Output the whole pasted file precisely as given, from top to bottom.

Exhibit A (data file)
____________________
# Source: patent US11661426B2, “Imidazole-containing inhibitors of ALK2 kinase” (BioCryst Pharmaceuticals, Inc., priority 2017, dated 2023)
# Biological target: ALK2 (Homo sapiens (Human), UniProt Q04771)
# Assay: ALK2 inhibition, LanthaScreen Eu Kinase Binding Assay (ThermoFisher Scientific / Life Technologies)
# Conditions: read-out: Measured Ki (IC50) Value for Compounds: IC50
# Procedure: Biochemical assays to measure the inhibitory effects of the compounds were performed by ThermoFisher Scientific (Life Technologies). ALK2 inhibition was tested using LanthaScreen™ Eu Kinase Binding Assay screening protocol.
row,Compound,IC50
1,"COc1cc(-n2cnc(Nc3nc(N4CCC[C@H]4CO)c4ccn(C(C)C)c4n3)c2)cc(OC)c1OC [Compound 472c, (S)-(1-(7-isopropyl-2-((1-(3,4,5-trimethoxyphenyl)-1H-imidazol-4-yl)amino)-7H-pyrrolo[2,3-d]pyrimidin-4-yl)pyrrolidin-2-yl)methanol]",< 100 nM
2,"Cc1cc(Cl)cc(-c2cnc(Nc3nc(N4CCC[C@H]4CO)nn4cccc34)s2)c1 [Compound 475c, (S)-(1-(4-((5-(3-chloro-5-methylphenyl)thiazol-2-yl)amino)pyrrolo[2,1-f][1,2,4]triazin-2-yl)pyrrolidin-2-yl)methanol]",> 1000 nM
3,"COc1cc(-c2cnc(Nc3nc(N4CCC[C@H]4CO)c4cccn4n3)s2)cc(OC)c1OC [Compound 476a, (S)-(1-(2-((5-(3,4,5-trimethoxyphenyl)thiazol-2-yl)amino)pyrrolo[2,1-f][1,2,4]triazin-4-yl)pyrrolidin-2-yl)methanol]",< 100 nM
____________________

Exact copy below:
# Source: patent US11661426B2, “Imidazole-containing inhibitors of ALK2 kinase” (BioCryst Pharmaceuticals, Inc., priority 2017, dated 2023)
# Biological target: ALK2 (Homo sapiens (Human), UniProt Q04771)
# Assay: ALK2 inhibition, LanthaScreen Eu Kinase Binding Assay (ThermoFisher Scientific / Life Technologies)
# Conditions: read-out: Measured Ki (IC50) Value for Compounds: IC50
# Procedure: Biochemical assays to measure the inhibitory effects of the compounds were performed by ThermoFisher Scientific (Life Technologies). ALK2 inhibition was tested using LanthaScreen™ Eu Kinase Binding Assay screening protocol.
row,Compound,IC50
1,"COc1cc(-n2cnc(Nc3nc(N4CCC[C@H]4CO)c4ccn(C(C)C)c4n3)c2)cc(OC)c1OC [Compound 472c, (S)-(1-(7-isopropyl-2-((1-(3,4,5-trimethoxyphenyl)-1H-imidazol-4-yl)amino)-7H-pyrrolo[2,3-d]pyrimidin-4-yl)pyrrolidin-2-yl)methanol]",< 100 nM
2,"Cc1cc(Cl)cc(-c2cnc(Nc3nc(N4CCC[C@H]4CO)nn4cccc34)s2)c1 [Compound 475c, (S)-(1-(4-((5-(3-chloro-5-methylphenyl)thiazol-2-yl)amino)pyrrolo[2,1-f][1,2,4]triazin-2-yl)pyrrolidin-2-yl)methanol]",> 1000 nM
3,"COc1cc(-c2cnc(Nc3nc(N4CCC[C@H]4CO)c4cccn4n3)s2)cc(OC)c1OC [Compound 476a, (S)-(1-(2-((5-(3,4,5-trimethoxyphenyl)thiazol-2-yl)amino)pyrrolo[2,1-f][1,2,4]triazin-4-yl)pyrrolidin-2-yl)methanol]",< 100 nM